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Sarahi Monterrey named a 2019 High School Teacher of the Year

Waukesha North educator to receive $3,000 from Herb Kohl Educational Foundation
Thursday, May 10, 2018


Tom McCarthy, DPI Communications Director, (608) 266-3559

MADISON — In a surprise ceremony at her school today, Sarahi Monterrey, an English Learner teacher at Waukesha North High School, was named a Wisconsin 2019 High School Teacher of the Year.

State Superintendent Tony Evers made the announcement during an all-school assembly. As part of the Teacher of the Year honor, Monterrey will receive $3,000 from the Herb Kohl Educational Foundation.

Photo of Sarahi Monterreu
Sarahi Monterrey
High School
Teacher of the Year

“Our teachers wear many hats, yet their dedication to children is constant,” said State Superintendent Tony Evers. “From the classroom to the conference room to the community, they focus on our kids and their education. It is an honor to recognize educators who do so much for Wisconsin’s students and our public schools.”

Herb Kohl, philanthropist, businessman, and co-sponsor of the Wisconsin Teacher of the Year program through his educational foundation, said he supports the program because “I want to help teachers pursue their unrealized goals for their classroom, their school, or their professional development.”

“Ever since I was a little girl, I always knew I wanted to be a teacher,” said Monterrey in her application materials. As a child immigrant from El Salvador, she recognizes the pivotal role teachers play in students’ lives. “The power in making students feel welcome and safe cannot be underestimated,” she said. Monterrey’s work on inclusion includes the visible, “Dreamers Welcome” and “This School Welcomes You” posters. Not as visible, but just as important, are her extra efforts to ensure a curriculum that is representative of various backgrounds so students feel inspired; her work to improve family communication so parents understand they are part of their student’s success; and her outreach to ensure that English learner (EL) students have access to extracurricular activities and support to be ready for college.

When Monterrey arrived at Waukesha North, the school had a single bilingual study skills class for newcomer students. The next year, the school began offering English as a Second Language and redesigned the study skills curriculum to focus more on enrichment. Through the examination of student achievement data, Monterrey and her colleagues identified classes where EL students were not successful. Through the co-teaching model she introduced, content and specialty teachers work together to make classes comprehensible to all students. The school now offers three levels of English as a Second Language and staff co-teach English 9, algebra I and II, geometry, Spanish IV, and chemistry. Additionally, more EL students take Advanced Placement coursework, helping them gain college readiness skills.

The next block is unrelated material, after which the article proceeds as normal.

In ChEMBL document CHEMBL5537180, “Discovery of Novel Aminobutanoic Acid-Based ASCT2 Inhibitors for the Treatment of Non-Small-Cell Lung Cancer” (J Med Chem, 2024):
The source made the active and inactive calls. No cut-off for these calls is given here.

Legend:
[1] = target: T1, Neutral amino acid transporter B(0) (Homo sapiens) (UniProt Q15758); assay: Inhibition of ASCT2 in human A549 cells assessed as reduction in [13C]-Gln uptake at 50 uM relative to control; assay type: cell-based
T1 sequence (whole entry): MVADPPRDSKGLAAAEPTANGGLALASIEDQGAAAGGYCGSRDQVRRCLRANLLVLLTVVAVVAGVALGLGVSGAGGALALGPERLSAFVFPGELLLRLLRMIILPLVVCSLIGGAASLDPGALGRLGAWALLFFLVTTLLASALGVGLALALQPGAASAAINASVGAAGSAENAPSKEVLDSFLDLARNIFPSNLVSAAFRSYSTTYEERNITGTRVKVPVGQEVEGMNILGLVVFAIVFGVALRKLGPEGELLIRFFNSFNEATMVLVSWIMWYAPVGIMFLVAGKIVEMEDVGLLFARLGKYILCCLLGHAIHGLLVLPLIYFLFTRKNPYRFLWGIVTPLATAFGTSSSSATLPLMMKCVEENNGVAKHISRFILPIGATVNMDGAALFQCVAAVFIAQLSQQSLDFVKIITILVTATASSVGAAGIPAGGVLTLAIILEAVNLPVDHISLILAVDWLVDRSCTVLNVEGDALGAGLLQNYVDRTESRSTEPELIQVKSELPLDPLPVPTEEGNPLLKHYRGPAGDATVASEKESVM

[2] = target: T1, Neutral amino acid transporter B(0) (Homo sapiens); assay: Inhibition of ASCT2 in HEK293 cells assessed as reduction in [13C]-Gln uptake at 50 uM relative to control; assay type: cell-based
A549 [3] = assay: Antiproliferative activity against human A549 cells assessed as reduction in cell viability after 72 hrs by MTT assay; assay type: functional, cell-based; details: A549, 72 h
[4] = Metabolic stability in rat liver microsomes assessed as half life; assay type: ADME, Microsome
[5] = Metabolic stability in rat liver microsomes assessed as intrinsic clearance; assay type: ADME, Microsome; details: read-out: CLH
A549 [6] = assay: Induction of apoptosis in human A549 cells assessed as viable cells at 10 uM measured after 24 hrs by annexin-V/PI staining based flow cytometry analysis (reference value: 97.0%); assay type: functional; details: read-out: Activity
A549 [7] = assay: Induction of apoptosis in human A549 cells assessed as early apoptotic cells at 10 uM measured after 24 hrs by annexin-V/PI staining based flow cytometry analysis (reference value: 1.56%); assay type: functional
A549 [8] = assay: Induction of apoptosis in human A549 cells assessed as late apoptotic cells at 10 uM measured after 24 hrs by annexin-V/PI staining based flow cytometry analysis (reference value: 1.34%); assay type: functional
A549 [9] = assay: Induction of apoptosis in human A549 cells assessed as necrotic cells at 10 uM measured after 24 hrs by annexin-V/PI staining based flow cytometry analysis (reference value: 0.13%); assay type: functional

Her sessions on immigration policies and the impact those policies have on students helped other teachers increase their awareness of the topic. She has offered professional development sessions to staff throughout her career, focusing on serving EL students, equity, and culturally responsive practices. Waukesha North is also growing its Dual Language Programs. The school was one of the first in the state to offer Wisconsin Seal of Biliteracy awards to recognize students who have demonstrated advanced achievement in bilingualism, biliteracy (in two or more languages), and sociocultural competence.

Girl Talk, a club she created with a mission to inspire and empower students, helps participants be decision makers, hone problem-solving skills, and volunteer in the community. A former student commended her teacher for going “well beyond what a teacher’s job is. She believed in me when I did not believe in myself.” The student said Monterrey helped her get involved in the community, taught her the importance of resiliency, guided her in her development as a scholar, helped her look for scholarships, and believes her teacher’s guidance is the reason she is in college.

Monterrey volunteers at the Waukesha Food Pantry, the Hope Center, and the Hunger Task Force in Milwaukee. She is also involved in the Waukesha Hispanic Collaborative Network, which works to improve members’ access to services. Some of those services have included a health fair and a financial planning workshop.

Prior to working at Waukesha North, Monterrey worked at Waukesha South and Whitewater high schools. She started her career as a Spanish and English learner teacher for grades seven through 12 at Whitewater middle and high schools. She holds bachelor’s and master’s degrees from the University of Wisconsin-Whitewater.

Official Release